Seeking in Vain
Isaiah 45:19
I have not spoken in secret, in a dark place of the earth: I said not to the seed of Jacob, Seek you me in vain…

Henderson regards this as an appeal "to the publicity" and perspicuity with which the Divine predictions had been announced; with manifest reference to the responses of the heathen oracles, which were given from deep and obscure caverns, or the hidden recesses of temples; and were, at the best, artful and equivocal, and, in cases of extreme difficulty, were altogether withheld." Cheyne says, "The heathen oracles are as obscure in their origin as they are unveracious and disappointing. Those who deliver them say, as it were, 'Seek ye me as chaos.' But the revelations of Jehovah are the embodiments of righteousness and uprightness." (comp. Proverbs 8:6). It may be urged

(1) that God's message to men is plain;

(2) is satisfactory;

(3) is just.

Or it may be shown that God's will is clearly and sufficiently revealed, in all its several forms:

(1) in creation;

(2) in history;

(3) in individual experiences;

(4) in Word-revelations spoken directly within man, as the law of conscience; and

(5) in Word-revelations spoken to man, as the law of conduct.

It is suggestive of illustration to recall the declaration of our Lord Jesus, "In secret have I said nothing" (John 18:20). Another line of treatment may be offered.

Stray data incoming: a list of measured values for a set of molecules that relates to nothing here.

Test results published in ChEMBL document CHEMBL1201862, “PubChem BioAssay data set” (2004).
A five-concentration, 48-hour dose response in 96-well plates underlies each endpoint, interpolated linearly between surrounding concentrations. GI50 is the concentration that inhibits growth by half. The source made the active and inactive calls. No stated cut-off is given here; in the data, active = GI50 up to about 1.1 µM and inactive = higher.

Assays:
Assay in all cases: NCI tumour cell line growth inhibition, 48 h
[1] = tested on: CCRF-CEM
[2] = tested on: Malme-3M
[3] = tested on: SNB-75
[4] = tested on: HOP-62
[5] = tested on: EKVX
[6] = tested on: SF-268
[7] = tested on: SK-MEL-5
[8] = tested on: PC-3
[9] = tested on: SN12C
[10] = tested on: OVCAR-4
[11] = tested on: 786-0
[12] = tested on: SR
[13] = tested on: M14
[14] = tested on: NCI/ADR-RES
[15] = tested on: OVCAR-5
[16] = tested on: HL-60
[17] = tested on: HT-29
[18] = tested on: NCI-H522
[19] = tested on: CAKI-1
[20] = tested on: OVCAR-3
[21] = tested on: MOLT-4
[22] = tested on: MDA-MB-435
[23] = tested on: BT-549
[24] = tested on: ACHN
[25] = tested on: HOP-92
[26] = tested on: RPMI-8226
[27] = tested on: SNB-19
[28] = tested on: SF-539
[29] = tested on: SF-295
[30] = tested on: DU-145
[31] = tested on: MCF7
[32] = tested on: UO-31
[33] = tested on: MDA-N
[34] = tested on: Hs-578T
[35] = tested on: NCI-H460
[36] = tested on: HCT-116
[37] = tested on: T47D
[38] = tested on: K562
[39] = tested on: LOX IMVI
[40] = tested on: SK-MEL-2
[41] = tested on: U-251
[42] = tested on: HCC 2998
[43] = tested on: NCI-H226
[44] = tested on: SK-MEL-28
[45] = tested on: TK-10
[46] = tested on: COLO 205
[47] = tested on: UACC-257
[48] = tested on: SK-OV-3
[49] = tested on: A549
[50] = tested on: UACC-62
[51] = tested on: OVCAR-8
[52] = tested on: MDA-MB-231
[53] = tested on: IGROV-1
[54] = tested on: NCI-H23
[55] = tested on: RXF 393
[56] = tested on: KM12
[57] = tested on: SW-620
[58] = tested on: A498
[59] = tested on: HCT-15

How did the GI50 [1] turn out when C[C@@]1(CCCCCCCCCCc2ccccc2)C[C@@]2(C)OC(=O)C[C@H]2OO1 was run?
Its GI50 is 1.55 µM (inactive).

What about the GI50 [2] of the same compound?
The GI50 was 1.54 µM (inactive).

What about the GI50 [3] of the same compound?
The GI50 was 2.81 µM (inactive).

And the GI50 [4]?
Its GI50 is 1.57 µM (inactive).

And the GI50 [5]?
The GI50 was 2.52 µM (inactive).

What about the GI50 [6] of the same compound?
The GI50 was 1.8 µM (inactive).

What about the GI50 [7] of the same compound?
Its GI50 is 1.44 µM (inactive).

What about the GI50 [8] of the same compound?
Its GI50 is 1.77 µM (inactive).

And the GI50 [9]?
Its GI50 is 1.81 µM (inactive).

I. MEN'S SELF-PURSUITS END IN VANITY. We do "seek them in vain" Illustrations should be taken from the Book of Ecclesiastes, which is precisely this - a man's record of his seeking the "chief good" as he could conceive it. He sought this way and that, in every conceivably hopeful direction, and with every possible advantage in the search; and his conclusion of the matter is, "Nothing satisfies. All is vanity." Byron sought self-satisfaction in pursuing self-ends; and long ere old age could come with its burdens he wrote, "The worm, the canker, and the grief, are mine alone." Before the ruins of the self-seeking life, we stand and say, "So is he who heapeth up riches for himself, and is not rich toward God."

II. MAN-MADE RELIGIONS END IN VANITY. To trust them is "spending money for that which is not bread." Illustrate this by showing how, in St. Paul's day, the Athenians had multiplied gods because, one after another, they had been sought, and failed to satisfy; and at length they even, in their unrest, inscribed altars to the "Unknown God."

III. GOD'S WAY OF LIFE IS ABUNDANTLY SATISFYING. It is a living fountain of waters.

1. It meets the soul-cry for righteousness in God.

2. It meets the soul-cry for pardon of sin.

3. It meets the soul-cry for restored and happy relations with God.

4. It meets the soul-cry for power to perform that which is good.

5. It meets the yearning of the soul for assurance concerning the future.

So men never seek God in vain. - R.T.

Parallel Verses
KJV: I have not spoken in secret, in a dark place of the earth: I said not unto the seed of Jacob, Seek ye me in vain: I the LORD speak righteousness, I declare things that are right.

WEB: I have not spoken in secret, in a place of the land of darkness. I didn't say to the seed of Jacob, 'Seek me in vain.' I, Yahweh, speak righteousness. I declare things that are right.

God's Straightforwardness
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